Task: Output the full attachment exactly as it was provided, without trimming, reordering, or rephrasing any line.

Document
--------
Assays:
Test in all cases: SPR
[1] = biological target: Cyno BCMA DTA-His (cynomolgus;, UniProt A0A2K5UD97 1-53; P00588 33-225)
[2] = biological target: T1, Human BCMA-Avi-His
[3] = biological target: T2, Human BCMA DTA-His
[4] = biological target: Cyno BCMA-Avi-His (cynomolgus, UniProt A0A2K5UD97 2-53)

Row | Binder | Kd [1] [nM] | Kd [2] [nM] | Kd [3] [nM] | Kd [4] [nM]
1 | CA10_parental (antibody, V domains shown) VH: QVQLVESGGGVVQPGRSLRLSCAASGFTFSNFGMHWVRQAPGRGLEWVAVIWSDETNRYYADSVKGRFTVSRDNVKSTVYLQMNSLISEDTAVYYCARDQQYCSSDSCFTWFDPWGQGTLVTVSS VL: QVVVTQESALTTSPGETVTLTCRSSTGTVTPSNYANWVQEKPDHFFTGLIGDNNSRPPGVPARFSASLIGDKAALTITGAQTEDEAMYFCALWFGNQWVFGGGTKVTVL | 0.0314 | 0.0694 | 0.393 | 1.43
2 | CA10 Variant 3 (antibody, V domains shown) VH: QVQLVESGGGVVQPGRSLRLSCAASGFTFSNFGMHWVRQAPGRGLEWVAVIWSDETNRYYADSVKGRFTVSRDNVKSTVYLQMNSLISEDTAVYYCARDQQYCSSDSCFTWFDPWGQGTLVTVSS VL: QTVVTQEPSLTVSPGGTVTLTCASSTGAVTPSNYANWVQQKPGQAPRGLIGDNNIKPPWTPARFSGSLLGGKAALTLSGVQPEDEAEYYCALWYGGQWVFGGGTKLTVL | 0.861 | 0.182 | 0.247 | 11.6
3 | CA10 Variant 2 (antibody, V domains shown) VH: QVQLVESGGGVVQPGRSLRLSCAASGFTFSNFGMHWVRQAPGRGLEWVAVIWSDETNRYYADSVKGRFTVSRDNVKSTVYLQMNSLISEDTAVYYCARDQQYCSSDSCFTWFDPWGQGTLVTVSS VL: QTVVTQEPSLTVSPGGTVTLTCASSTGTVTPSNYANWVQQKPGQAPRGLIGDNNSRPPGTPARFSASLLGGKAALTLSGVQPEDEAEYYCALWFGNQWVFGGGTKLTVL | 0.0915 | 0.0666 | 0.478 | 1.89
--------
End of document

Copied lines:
Assays:
Test in all cases: SPR
[1] = biological target: Cyno BCMA DTA-His (cynomolgus;, UniProt A0A2K5UD97 1-53; P00588 33-225)
[2] = biological target: T1, Human BCMA-Avi-His
[3] = biological target: T2, Human BCMA DTA-His
[4] = biological target: Cyno BCMA-Avi-His (cynomolgus, UniProt A0A2K5UD97 2-53)

Row | Binder | Kd [1] [nM] | Kd [2] [nM] | Kd [3] [nM] | Kd [4] [nM]
1 | CA10_parental (antibody, V domains shown) VH: QVQLVESGGGVVQPGRSLRLSCAASGFTFSNFGMHWVRQAPGRGLEWVAVIWSDETNRYYADSVKGRFTVSRDNVKSTVYLQMNSLISEDTAVYYCARDQQYCSSDSCFTWFDPWGQGTLVTVSS VL: QVVVTQESALTTSPGETVTLTCRSSTGTVTPSNYANWVQEKPDHFFTGLIGDNNSRPPGVPARFSASLIGDKAALTITGAQTEDEAMYFCALWFGNQWVFGGGTKVTVL | 0.0314 | 0.0694 | 0.393 | 1.43
2 | CA10 Variant 3 (antibody, V domains shown) VH: QVQLVESGGGVVQPGRSLRLSCAASGFTFSNFGMHWVRQAPGRGLEWVAVIWSDETNRYYADSVKGRFTVSRDNVKSTVYLQMNSLISEDTAVYYCARDQQYCSSDSCFTWFDPWGQGTLVTVSS VL: QTVVTQEPSLTVSPGGTVTLTCASSTGAVTPSNYANWVQQKPGQAPRGLIGDNNIKPPWTPARFSGSLLGGKAALTLSGVQPEDEAEYYCALWYGGQWVFGGGTKLTVL | 0.861 | 0.182 | 0.247 | 11.6
3 | CA10 Variant 2 (antibody, V domains shown) VH: QVQLVESGGGVVQPGRSLRLSCAASGFTFSNFGMHWVRQAPGRGLEWVAVIWSDETNRYYADSVKGRFTVSRDNVKSTVYLQMNSLISEDTAVYYCARDQQYCSSDSCFTWFDPWGQGTLVTVSS VL: QTVVTQEPSLTVSPGGTVTLTCASSTGTVTPSNYANWVQQKPGQAPRGLIGDNNSRPPGTPARFSASLLGGKAALTLSGVQPEDEAEYYCALWFGNQWVFGGGTKLTVL | 0.0915 | 0.0666 | 0.478 | 1.89